Moshe Kletenik

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Rabbi Moshe Kletenik

Rabbi Moshe Kletenik is an American rabbi. He was born in Chicago in 1954 to Rabbi Shya and Rochelle Kletenik. After studying in the Hebrew Theological College and Yeshivas Brisk of Chicago, he received "Yoreh Yoreh" semicha from Rabbi Ahron Soloveichik . Rabbi Kletenik received semicha in the areas of gittin and Even Ha'ezer and "Yadin Yadin" semicha from Rabbi Gedalia Dov Schwartz in 2004 and 2009 respectively.[1]

He has served as a congregational rabbi, at Shaare Torah Congregation of Pittsburgh in Pittsburgh, Pennsylvania, and in Seattle at Bikur Cholim Machzikay Hadath Congregation from 1994 until June 2013. He is currently the Av Beth Din and Mesader Gittin for the Vaad HaRabbanim of Greater Seattle.[1][2]

Rabbi Kletenik was President of the Rabbinical Council of America[3] and a member of the Faith Advisory Board to Governor Christine Gregoire of Washington State. He has written extensively on contemporary issues of Jewish law, especially Jewish medical ethics, and published in journals such as Hadarom, Hapardes and Aspaklaria and the RCA Sermon Anthology Series which he has co-edited. Rabbi Kletenik lectures at medical ethics conferences such as Bar Ilan University.[4]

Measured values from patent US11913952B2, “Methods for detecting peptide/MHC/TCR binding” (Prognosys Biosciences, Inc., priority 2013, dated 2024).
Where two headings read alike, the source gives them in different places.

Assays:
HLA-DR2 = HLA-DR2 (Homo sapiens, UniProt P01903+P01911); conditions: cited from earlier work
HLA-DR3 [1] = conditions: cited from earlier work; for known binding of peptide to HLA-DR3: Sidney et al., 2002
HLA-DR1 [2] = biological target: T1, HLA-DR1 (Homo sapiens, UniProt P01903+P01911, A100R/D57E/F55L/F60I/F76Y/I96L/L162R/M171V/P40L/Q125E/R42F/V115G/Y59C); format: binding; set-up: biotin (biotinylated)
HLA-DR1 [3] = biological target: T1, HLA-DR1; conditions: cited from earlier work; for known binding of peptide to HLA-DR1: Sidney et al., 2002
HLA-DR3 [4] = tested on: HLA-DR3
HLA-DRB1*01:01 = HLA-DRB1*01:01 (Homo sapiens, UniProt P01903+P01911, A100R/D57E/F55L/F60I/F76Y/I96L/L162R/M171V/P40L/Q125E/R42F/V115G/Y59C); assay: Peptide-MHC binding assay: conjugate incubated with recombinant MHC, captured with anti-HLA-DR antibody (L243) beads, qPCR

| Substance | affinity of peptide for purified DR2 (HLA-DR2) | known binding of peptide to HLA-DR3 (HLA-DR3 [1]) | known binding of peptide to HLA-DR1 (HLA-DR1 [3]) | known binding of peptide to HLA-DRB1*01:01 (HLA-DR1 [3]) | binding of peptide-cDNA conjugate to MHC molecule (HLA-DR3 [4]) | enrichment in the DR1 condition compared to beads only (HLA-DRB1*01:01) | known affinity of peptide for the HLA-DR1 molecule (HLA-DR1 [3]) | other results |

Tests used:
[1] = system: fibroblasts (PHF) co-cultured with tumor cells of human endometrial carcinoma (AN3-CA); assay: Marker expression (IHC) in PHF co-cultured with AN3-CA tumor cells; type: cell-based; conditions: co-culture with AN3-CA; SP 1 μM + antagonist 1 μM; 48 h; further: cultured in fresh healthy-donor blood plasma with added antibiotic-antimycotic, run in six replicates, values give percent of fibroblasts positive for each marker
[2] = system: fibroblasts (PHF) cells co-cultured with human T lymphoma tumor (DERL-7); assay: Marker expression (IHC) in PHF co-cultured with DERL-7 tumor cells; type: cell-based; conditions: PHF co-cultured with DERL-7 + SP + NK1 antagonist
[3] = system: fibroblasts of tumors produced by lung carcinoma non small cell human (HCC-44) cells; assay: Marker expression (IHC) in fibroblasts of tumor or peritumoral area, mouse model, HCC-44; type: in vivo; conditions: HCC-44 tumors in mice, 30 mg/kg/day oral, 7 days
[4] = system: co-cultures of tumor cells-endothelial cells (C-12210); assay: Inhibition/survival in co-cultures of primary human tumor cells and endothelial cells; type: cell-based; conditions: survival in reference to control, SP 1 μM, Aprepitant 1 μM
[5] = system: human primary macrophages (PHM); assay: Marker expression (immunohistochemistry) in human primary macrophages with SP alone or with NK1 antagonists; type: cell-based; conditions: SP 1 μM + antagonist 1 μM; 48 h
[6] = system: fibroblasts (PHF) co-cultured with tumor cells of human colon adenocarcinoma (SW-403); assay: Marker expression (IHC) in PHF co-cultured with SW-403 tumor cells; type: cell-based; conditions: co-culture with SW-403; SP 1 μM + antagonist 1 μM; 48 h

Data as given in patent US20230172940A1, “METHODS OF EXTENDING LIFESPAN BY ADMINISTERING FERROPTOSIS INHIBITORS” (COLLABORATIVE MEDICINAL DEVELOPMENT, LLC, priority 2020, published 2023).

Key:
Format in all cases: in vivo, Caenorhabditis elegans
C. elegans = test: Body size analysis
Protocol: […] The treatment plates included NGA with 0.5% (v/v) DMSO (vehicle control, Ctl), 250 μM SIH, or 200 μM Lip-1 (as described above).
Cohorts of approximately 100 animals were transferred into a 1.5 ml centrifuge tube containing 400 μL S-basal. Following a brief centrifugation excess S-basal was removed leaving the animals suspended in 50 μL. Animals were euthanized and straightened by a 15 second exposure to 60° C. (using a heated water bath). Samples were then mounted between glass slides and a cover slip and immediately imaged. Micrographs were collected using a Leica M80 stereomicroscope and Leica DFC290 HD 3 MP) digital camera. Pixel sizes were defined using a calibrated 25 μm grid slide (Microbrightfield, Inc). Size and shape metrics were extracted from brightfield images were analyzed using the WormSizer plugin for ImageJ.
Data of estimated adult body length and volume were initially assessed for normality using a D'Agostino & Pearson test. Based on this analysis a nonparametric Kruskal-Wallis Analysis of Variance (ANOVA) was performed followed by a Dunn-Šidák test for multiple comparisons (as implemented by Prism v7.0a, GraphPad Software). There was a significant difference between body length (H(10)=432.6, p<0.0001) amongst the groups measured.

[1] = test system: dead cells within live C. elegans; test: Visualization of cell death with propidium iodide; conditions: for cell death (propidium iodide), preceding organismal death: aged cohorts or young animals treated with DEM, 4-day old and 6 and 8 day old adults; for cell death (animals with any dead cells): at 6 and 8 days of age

Rabbi Kletenik presently heads the Semicha Standards Committee of the RCA.[5] This committee "determine[s] which institutional and private semichot are acceptable for membership in the RCA."

Rabbi Kletenik brokered the conversion deal between the RCA and Israeli Chief Rabbinate. He defended this controversial deal in an editorial.[6]

Under his leadership, the RCA approved a resolution at its April 2010 conference which prohibited the ordination of women as rabbis, as well as "the recognition of women as members of the Orthodox rabbinate, regardless of the title.”[7] The resolution was passed in response to the decision by the Hebrew Institute of Riverdale to ordain Sara Hurwitz with the newly established title 'Rabba', formally recognizing her role as a member of its rabbinical staff.

He is married to Rivy Poupko Kletenik and has four children, including Gilah Kletenik.[8]

References[edit]

  • Rosenstein, Neil. The Unbroken Chain. Lakewood, NJ: CIS, 1990. p. 294

External links[edit]